I really never got to know my paternal grandfather; in fact I only met him once. He was divorced from my grandmother before my birth, and died at 62 years of age of a massive myocardial infarction, more commonly known as a heart attack. I was only 10. I always felt robbed for not getting to know him. My other grandfather, who had been a much larger part of my life, passed away at 72 after several heart attacks and major strokes. They both should have lived much longer, but their lives were cut short by their blood clotting when it shouldn’t have. I hate to say it, but my grandfathers became a statistic.
According to Harvard Medical School, every 60 seconds an American dies of a heart attack or stroke; another report put it at every 34 seconds. They also found that one in five have high blood pressure, with millions that have had heart attacks and strokes and are now being treated.
There are a number of culprits for these dangerous cardiovascular insults—including congenital problems, high blood pressure, hardening of the arteries, plaque, and inflammation—but in nearly all cases, the final assassin is a blood clot, or thrombosis. I am convinced that today my grandfathers would have a much better chance of living, maybe even decades longer. Surgical advancements have saved some people who were actually declared clinically dead. There are now prescription medications that thin the blood and relax the vessels. The problem with these approaches is there are always unintended consequences, and by the time they are employed, you’re already a patient. Here’s an example.
When my father was in his eighties, he was placed on Coumadin, a common prescription blood thinner. While he was cleaning his garage one day, he bumped his thigh with a bag of cement he was moving. He said he hardly felt it, and kept on working. As he went to bed that night he did notice a sizable bruise, but no discomfort. When he awoke in the morning his entire leg was purple and cold. He was rushed to the emergency room and ended up spending over a week in the hospital. He had almost bled out—unintended consequences.The big question is how can we keep from becoming a patient, or worse, a statistic? The pharmaceutical approach is to take a low dose of aspirin daily to thin the blood. But nature has given us some great helps to actually make the blood slippery and combat inappropriate clotting if we would just use them. One of the most commonly used natural products is fish oil from cod, salmon, and krill, but there are also many effective plant-based solutions.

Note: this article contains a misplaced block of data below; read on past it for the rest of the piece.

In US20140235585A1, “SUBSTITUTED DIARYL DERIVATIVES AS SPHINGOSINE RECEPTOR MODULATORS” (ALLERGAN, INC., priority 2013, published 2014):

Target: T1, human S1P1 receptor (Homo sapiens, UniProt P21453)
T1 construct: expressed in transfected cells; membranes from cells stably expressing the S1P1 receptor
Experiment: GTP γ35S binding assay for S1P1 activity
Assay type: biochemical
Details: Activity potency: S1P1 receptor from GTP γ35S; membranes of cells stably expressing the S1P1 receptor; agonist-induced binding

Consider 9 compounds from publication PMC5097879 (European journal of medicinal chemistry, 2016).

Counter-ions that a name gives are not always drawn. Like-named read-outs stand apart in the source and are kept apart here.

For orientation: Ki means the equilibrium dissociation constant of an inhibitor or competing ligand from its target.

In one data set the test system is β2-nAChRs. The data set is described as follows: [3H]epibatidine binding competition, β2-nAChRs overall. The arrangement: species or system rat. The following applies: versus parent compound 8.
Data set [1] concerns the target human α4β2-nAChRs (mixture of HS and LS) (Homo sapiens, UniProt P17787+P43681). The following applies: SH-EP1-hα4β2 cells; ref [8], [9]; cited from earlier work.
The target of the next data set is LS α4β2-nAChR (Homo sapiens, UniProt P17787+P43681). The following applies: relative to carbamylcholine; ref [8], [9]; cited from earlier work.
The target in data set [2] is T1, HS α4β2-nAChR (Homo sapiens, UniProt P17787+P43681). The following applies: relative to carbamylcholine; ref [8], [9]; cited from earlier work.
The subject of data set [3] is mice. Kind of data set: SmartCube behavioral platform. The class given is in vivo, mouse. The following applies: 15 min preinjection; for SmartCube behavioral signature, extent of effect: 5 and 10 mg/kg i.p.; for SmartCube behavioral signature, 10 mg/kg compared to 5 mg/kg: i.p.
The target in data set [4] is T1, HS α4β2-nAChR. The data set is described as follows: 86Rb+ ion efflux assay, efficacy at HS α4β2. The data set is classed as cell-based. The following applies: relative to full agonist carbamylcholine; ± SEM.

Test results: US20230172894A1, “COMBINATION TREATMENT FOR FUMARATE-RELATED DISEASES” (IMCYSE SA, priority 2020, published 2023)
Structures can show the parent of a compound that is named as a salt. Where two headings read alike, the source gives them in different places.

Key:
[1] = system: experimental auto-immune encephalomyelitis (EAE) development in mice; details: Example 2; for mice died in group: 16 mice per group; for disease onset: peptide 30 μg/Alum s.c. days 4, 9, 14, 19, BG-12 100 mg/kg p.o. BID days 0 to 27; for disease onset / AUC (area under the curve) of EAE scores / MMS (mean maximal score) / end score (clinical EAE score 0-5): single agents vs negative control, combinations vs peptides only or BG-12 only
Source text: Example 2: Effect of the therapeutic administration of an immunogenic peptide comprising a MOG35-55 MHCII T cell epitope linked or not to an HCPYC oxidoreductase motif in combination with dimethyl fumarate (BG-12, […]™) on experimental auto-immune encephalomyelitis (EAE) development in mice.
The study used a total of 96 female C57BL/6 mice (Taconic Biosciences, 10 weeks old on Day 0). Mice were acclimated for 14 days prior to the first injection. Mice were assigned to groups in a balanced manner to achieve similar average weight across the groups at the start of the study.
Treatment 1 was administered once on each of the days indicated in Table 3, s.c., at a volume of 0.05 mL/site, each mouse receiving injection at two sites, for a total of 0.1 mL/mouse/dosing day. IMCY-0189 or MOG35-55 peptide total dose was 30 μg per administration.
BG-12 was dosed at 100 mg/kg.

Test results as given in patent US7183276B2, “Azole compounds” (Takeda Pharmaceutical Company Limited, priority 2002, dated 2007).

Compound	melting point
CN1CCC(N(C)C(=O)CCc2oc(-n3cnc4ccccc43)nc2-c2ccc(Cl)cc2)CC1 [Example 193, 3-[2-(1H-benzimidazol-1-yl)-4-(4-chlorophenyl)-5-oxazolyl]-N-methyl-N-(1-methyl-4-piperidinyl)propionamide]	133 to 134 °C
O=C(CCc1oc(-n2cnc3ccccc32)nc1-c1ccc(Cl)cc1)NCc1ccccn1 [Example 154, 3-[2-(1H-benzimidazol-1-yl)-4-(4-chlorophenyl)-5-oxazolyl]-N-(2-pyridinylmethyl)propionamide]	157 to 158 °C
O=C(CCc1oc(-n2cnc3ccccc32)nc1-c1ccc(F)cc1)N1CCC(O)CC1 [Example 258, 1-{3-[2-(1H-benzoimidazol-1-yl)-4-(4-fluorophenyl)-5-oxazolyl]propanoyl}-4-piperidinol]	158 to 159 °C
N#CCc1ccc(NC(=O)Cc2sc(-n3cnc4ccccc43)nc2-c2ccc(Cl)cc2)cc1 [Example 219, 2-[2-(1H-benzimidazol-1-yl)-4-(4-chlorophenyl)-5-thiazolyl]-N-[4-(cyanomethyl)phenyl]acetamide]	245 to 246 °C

- The allium family of herbs (garlic and onions) contain sulfur. They’ve demonstrated to be as effective in dealing with blood pressure issues as some of the bestselling medications. Garlic is anti-inflammatory, lowers cholesterol, relaxes blood vessels, and decreases platelet clumping.
- Vitamin E encourages circulation in the smaller vessels as well as gradually dissolving clots.
- Turmeric, or curcumin, fights inflammation and the formation of dangerous plaques.
- Ginger is a bold tasting spice that Dr. Oz says promotes circulation, lowers high blood pressure, and discourages clot formation.
- Ginko Biloba is a one of the more popular natural supplements that dilates the vessels and makes the blood less sticky.
- Tree or Wood Ear Mushrooms are popular in Chinese Traditional Medicine. They thin the blood and inhibit clotting similar to aspirin.
- There are a number of other plants that help keep the blood flowing, like alfalfa, chamomile, red clover, willowbark, clove, bromelain, capsicum, dong quai, and fenugreek.
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